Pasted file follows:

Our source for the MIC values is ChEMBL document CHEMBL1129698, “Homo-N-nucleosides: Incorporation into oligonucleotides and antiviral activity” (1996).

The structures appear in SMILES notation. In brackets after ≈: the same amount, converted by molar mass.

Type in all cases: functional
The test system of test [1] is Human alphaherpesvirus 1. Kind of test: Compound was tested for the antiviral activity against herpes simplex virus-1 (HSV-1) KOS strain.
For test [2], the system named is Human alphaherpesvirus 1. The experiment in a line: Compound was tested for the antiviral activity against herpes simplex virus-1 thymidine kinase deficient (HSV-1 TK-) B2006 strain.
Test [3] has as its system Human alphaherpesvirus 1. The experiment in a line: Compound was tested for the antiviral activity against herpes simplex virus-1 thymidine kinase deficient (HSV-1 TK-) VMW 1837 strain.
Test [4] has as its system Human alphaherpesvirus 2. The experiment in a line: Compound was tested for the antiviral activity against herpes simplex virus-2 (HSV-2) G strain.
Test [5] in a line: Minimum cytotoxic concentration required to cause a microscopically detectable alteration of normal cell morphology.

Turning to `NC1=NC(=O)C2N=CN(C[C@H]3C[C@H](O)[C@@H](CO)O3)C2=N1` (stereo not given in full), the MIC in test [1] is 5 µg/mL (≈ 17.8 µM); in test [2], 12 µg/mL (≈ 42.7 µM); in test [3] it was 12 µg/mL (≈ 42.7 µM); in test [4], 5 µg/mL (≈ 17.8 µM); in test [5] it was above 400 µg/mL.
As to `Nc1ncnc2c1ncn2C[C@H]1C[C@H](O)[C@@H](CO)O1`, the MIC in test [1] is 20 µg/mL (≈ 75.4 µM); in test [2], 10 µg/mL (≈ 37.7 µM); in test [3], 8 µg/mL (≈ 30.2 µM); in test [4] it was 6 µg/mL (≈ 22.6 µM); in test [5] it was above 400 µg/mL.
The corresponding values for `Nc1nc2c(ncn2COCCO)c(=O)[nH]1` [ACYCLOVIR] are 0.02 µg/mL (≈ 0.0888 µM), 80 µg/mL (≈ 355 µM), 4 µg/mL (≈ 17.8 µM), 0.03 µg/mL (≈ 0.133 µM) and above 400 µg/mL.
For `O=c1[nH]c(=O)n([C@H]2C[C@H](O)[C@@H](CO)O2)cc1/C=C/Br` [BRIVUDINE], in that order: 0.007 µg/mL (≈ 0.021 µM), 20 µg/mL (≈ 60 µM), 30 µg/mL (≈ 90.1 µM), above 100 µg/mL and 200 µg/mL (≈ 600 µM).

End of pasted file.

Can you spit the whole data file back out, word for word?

Our source for the MIC values is ChEMBL document CHEMBL1129698, “Homo-N-nucleosides: Incorporation into oligonucleotides and antiviral activity” (1996).

The structures appear in SMILES notation. In brackets after ≈: the same amount, converted by molar mass.

Type in all cases: functional
The test system of test [1] is Human alphaherpesvirus 1. Kind of test: Compound was tested for the antiviral activity against herpes simplex virus-1 (HSV-1) KOS strain.
For test [2], the system named is Human alphaherpesvirus 1. The experiment in a line: Compound was tested for the antiviral activity against herpes simplex virus-1 thymidine kinase deficient (HSV-1 TK-) B2006 strain.
Test [3] has as its system Human alphaherpesvirus 1. The experiment in a line: Compound was tested for the antiviral activity against herpes simplex virus-1 thymidine kinase deficient (HSV-1 TK-) VMW 1837 strain.
Test [4] has as its system Human alphaherpesvirus 2. The experiment in a line: Compound was tested for the antiviral activity against herpes simplex virus-2 (HSV-2) G strain.
Test [5] in a line: Minimum cytotoxic concentration required to cause a microscopically detectable alteration of normal cell morphology.

Turning to `NC1=NC(=O)C2N=CN(C[C@H]3C[C@H](O)[C@@H](CO)O3)C2=N1` (stereo not given in full), the MIC in test [1] is 5 µg/mL (≈ 17.8 µM); in test [2], 12 µg/mL (≈ 42.7 µM); in test [3] it was 12 µg/mL (≈ 42.7 µM); in test [4], 5 µg/mL (≈ 17.8 µM); in test [5] it was above 400 µg/mL.
As to `Nc1ncnc2c1ncn2C[C@H]1C[C@H](O)[C@@H](CO)O1`, the MIC in test [1] is 20 µg/mL (≈ 75.4 µM); in test [2], 10 µg/mL (≈ 37.7 µM); in test [3], 8 µg/mL (≈ 30.2 µM); in test [4] it was 6 µg/mL (≈ 22.6 µM); in test [5] it was above 400 µg/mL.
The corresponding values for `Nc1nc2c(ncn2COCCO)c(=O)[nH]1` [ACYCLOVIR] are 0.02 µg/mL (≈ 0.0888 µM), 80 µg/mL (≈ 355 µM), 4 µg/mL (≈ 17.8 µM), 0.03 µg/mL (≈ 0.133 µM) and above 400 µg/mL.
For `O=c1[nH]c(=O)n([C@H]2C[C@H](O)[C@@H](CO)O2)cc1/C=C/Br` [BRIVUDINE], in that order: 0.007 µg/mL (≈ 0.021 µM), 20 µg/mL (≈ 60 µM), 30 µg/mL (≈ 90.1 µM), above 100 µg/mL and 200 µg/mL (≈ 600 µM).